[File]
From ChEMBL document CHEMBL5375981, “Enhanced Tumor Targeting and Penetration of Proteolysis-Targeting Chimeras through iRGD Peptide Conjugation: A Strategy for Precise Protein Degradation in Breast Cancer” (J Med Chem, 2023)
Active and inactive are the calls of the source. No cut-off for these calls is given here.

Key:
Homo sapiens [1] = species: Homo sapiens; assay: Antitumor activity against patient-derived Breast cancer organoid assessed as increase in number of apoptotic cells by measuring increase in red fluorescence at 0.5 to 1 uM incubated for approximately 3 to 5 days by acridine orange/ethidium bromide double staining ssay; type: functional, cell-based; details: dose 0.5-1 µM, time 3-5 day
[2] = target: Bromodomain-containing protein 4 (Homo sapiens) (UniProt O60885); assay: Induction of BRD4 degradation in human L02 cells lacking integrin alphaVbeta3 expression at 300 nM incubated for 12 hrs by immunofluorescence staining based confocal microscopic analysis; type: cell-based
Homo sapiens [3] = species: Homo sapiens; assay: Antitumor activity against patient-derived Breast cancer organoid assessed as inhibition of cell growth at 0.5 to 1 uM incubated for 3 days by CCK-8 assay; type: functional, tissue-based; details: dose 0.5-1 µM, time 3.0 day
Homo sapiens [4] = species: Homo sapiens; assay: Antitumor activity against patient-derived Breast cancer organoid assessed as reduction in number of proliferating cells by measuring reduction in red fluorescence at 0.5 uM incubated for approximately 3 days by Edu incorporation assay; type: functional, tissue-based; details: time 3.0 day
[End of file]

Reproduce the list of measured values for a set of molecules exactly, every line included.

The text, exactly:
From ChEMBL document CHEMBL5375981, “Enhanced Tumor Targeting and Penetration of Proteolysis-Targeting Chimeras through iRGD Peptide Conjugation: A Strategy for Precise Protein Degradation in Breast Cancer” (J Med Chem, 2023)
Active and inactive are the calls of the source. No cut-off for these calls is given here.

Key:
Homo sapiens [1] = species: Homo sapiens; assay: Antitumor activity against patient-derived Breast cancer organoid assessed as increase in number of apoptotic cells by measuring increase in red fluorescence at 0.5 to 1 uM incubated for approximately 3 to 5 days by acridine orange/ethidium bromide double staining ssay; type: functional, cell-based; details: dose 0.5-1 µM, time 3-5 day
[2] = target: Bromodomain-containing protein 4 (Homo sapiens) (UniProt O60885); assay: Induction of BRD4 degradation in human L02 cells lacking integrin alphaVbeta3 expression at 300 nM incubated for 12 hrs by immunofluorescence staining based confocal microscopic analysis; type: cell-based
Homo sapiens [3] = species: Homo sapiens; assay: Antitumor activity against patient-derived Breast cancer organoid assessed as inhibition of cell growth at 0.5 to 1 uM incubated for 3 days by CCK-8 assay; type: functional, tissue-based; details: dose 0.5-1 µM, time 3.0 day
Homo sapiens [4] = species: Homo sapiens; assay: Antitumor activity against patient-derived Breast cancer organoid assessed as reduction in number of proliferating cells by measuring reduction in red fluorescence at 0.5 uM incubated for approximately 3 days by Edu incorporation assay; type: functional, tissue-based; details: time 3.0 day